With each passing year, it seems as if more and more new restaurants keep popping up with the purpose of keeping our taste buds happy. Though the new restaurant chosen for this week’s food review hasn’t been open for very long, the buzz surrounding it in the expat community has quickly turned it into a local favorite. If you already know what this place is, feel free to scroll past the following compilation of random words and letters and enjoy the pictures.
The restaurant I speak of is a small Turkish place called Merhaba. The name is Turkish for “welcome”, which is exactly the type of vibe everyone seems to get when approaching the it. Located near old City Hall (just about a block or so from Wedding Street), Merhaba is a cross between a fast food joint and a full restaurant. I actually found the place when it was still under construction while walking home from another restaurant I had recently reviewed. Assuming it would just be serving kebabs and ice cream, I was interested, but felt no rush to visit. It wasn’t until I learned of the extensive menu that decorated the inside of the small joint that I grabbed everyone I could to learn more about Turkish cuisine.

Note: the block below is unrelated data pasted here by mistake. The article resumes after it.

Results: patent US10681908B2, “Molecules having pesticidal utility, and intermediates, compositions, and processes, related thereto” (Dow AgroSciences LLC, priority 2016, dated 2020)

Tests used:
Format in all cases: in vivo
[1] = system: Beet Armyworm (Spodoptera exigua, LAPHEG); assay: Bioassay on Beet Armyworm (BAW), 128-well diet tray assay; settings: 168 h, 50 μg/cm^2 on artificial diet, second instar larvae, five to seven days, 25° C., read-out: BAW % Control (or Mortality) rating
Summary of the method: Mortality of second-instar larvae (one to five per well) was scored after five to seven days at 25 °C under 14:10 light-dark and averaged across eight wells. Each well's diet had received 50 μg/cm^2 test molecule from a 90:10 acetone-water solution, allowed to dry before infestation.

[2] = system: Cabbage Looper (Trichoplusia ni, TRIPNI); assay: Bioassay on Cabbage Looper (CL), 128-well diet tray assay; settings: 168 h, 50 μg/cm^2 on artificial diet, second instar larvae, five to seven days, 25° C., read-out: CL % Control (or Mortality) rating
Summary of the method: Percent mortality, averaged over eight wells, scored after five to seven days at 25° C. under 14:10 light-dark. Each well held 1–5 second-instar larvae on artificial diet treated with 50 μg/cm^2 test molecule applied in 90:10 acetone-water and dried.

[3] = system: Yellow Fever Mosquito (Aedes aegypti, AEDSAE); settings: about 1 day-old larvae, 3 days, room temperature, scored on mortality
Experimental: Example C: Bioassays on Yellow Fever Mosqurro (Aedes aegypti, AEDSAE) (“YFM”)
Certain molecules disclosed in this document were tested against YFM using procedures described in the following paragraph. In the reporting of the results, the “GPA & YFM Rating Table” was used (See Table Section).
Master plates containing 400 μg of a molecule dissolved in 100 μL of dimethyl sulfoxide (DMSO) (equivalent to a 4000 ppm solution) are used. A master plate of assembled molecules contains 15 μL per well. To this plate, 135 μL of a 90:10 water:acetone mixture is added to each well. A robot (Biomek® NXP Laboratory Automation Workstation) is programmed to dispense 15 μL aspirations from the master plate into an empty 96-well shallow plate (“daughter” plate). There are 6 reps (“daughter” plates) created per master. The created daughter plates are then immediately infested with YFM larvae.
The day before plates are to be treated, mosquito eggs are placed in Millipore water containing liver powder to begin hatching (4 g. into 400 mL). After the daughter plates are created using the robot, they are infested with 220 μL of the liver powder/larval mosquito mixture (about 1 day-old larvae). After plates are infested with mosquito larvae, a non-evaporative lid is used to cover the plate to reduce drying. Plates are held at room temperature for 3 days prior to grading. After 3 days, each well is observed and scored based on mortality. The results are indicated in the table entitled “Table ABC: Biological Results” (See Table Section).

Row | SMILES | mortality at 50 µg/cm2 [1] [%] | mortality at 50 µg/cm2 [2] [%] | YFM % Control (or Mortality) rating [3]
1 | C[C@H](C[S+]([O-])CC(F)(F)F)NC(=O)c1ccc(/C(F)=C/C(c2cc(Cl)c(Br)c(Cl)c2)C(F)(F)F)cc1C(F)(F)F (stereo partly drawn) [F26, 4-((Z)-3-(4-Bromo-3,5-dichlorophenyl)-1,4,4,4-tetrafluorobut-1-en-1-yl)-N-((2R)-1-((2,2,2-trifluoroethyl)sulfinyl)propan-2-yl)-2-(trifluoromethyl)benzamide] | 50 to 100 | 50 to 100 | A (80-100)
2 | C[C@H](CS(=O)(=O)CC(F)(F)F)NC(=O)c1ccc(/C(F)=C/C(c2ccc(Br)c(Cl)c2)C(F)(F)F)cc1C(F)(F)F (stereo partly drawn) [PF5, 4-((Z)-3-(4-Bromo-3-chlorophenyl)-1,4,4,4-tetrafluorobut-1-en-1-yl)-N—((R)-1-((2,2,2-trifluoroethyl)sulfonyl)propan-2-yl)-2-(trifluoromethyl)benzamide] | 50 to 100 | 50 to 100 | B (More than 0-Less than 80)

When we entered, we were greeted by the friendly employees. Though their English was limited, their Korean was flawless. I spoke to the owner for a few minutes, asking for his recommendations while the rest of my friends awkwardly squeezed their way in to find a seat. We each made it a point to order something different, gladly picking from the list of the owner’s personal favorites. Now, before I make any sort of comments about the food, it should be noted that I know little to nothing about Turkish cuisine. While I can’t comment on the authenticity of it, I am always more than happy to review the overall quality and taste to the best of my ability.
After we placed our orders, we sat in the large, bar style chairs. Though the seats themselves were comfortable, it was clear that this was not a place suited to serve large parties (especially if you like to share). Still, it was nice to experience the sights and smells that we were exposed to by sitting just a few feet away from the kitchen. Though having our senses teased didn’t help our aching, hungry tummies during the wait, it was worth it to know that just about everything we got was being made to order.